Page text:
Accommodating diversity by Prof Shad Saleem Faruqi - The STAR
Sabah and Sarawak’s special position in our federation is based on compelling socio-political, economic, geographical and legal considerations.
THERE is no universal or single set of “best practices” or institutional and constitutional designs to manage conflicts arising out of ethnic, religious, linguistic and geographical diversity. Generally, however, a federal system of government is better suited than a unitary system for accommodating diversity in a plural and divided society.
The extent of autonomy and distinctiveness allowed to the various regions (provinces, states or cantons) varies from country to country. Much depends on what the goal of the dominant elites is: is it repression, exclusion, assimilation or integration?
Repression is done through genocide and ethnic cleansing as in former Yugoslavia. Exclusion involves marginalisation of minority groups and denial to them of any meaningful economic or political participation in society.
Assimilation involves strong pressures on minorities to abandon their values, cultures, beliefs and languages and submerge into the national main. Catalans in Spain, Bretons in France, Scots and Welsh in the United Kingdom and, increasingly, Muslim emigrants in Europe suffered or are suffering such melting pot pressures.
On the other hand, integration (or inclusion and empowerment) is based on the recognition of diversity as a defining characteristic of the polity. Malaya in 1957 and, even more so, Malaysia in 1963 were inspired by the inclusivist approach that each constituent group can preserve its language, culture and custom and yet participate fully in the nation’s political and economic processes.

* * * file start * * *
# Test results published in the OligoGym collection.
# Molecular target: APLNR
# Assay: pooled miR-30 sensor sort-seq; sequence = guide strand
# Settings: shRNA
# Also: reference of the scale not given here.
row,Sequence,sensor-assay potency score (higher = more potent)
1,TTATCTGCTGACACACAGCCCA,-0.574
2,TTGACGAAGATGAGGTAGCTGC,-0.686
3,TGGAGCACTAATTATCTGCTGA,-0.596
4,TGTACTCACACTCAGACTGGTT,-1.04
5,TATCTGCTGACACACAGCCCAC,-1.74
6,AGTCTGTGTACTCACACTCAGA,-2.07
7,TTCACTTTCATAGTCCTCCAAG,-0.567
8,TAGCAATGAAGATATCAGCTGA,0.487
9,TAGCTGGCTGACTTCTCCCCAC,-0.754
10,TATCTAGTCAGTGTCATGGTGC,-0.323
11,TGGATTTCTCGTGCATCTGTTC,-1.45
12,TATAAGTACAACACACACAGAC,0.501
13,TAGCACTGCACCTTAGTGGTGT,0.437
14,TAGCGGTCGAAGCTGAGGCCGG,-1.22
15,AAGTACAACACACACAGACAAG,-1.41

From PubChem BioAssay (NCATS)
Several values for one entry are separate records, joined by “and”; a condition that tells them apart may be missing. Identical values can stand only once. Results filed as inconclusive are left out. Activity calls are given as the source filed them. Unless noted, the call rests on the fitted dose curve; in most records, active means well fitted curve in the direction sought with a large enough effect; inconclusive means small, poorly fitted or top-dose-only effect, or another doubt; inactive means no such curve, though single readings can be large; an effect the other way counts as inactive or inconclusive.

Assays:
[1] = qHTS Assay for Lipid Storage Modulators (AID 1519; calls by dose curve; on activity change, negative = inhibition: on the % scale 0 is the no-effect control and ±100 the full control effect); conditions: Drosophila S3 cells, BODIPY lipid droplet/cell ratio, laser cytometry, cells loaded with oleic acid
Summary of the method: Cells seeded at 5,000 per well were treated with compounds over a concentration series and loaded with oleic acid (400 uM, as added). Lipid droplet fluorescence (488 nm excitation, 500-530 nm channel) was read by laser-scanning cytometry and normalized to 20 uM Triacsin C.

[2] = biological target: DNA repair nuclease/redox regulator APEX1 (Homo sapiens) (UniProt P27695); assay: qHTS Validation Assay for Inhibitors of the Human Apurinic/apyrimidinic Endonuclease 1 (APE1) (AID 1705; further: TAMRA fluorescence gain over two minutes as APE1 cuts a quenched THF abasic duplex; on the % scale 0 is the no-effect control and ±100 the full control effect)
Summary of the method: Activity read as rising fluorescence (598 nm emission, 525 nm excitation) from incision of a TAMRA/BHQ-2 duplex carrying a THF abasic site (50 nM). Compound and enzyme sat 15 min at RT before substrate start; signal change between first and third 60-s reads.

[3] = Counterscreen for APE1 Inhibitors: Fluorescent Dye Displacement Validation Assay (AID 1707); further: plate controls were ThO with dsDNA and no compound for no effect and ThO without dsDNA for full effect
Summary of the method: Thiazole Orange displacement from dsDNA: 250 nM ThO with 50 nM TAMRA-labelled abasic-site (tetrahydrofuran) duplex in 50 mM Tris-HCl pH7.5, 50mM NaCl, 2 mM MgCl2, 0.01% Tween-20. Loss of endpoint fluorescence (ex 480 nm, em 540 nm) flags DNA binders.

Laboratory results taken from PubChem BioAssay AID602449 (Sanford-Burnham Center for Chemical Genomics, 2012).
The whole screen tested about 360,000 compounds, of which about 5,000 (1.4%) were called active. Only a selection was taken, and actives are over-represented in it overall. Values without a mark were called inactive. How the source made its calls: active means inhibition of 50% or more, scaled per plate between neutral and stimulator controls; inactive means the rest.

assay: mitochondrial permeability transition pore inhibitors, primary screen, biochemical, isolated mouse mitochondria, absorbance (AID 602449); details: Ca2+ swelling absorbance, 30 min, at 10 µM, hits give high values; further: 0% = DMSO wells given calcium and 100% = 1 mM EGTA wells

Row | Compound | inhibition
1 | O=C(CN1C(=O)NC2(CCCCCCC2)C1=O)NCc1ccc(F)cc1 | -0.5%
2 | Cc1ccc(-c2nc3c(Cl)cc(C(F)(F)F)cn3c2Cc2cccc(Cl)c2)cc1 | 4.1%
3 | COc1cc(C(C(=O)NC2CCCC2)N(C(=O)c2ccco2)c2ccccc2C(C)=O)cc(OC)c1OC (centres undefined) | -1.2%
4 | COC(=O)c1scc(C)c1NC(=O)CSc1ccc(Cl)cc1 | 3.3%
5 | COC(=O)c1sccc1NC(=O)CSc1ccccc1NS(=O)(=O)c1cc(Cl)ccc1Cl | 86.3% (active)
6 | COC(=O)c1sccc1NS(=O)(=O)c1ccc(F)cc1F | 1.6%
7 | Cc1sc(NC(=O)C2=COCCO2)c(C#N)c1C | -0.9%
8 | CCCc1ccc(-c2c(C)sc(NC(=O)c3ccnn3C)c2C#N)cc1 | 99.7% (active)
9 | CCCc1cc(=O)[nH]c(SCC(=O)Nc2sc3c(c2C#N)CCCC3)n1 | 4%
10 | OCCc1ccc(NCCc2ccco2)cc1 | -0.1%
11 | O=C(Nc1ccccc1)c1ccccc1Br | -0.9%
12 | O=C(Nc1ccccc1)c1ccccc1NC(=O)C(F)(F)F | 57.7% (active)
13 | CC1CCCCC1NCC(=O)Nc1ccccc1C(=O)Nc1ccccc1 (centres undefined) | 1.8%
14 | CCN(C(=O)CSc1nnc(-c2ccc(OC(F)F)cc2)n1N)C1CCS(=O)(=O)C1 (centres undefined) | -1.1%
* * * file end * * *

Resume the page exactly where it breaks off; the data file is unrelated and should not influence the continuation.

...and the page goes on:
In 1963 in recognition of the uniqueness of Sabah, Sarawak and Singapore, these states were offered terms far more favourable than what the peninsula states received in 1957. (See The Star, Sept 16).
However, fifty-one years down the road, such preferential treatment is arousing deeply opposing and partisan views. Some “nationalists” in the peninsula feel that five decades after Malaysia Day, distinctiveness must give way to more unity and uniformity on such issues as free travel and right to live and work throughout the federation.
They point to spectacular cases of over-assertiveness by Sabah and Sarawak of some of their special rights e.g. to refuse admission to and to deport Peninsular Malaysians legitimately seeking to enter these states. Some of these incidents indeed arouse constitutional concern. But all in all, Sabah’s and Sarawak’s special position in our federation is based on compelling socio-political, economic, geographical and legal considerations:
> Sabah and Sarawak were and are ethnically, culturally and religiously distinct from the peninsula.
> They bring huge territories to the federation. Their combined area of 198,069sq km exceeds Peninsular Malaysia’s 131,681sq km.
> Their combined coastline is 2,607km compared with the peninsula’s 2,068km.
> They have massive potential resources in fisheries, ports, forests, timber, petroleum, river waters, hydroelectric power and tourism.
> Despite these resources they have serious problems of poverty, illiteracy, lack of infrastructure and under-development.
> The 1963 pact between the Federation of Malaya, the UK, North Borneo, Sarawak and Singapore was drawn up after a lengthy process of bargaining and negotiations. The delegates of these states made very clear to the Inter-Governmental Committee (IGC) headed by Lord Lansdowne, with then deputy prime minister Tun Abdul Razak as the deputy chairman, that special treatment was a pre-condition for constituting Malaysia.
> The 1963 pact was not merely an internal arrangement but an international treaty.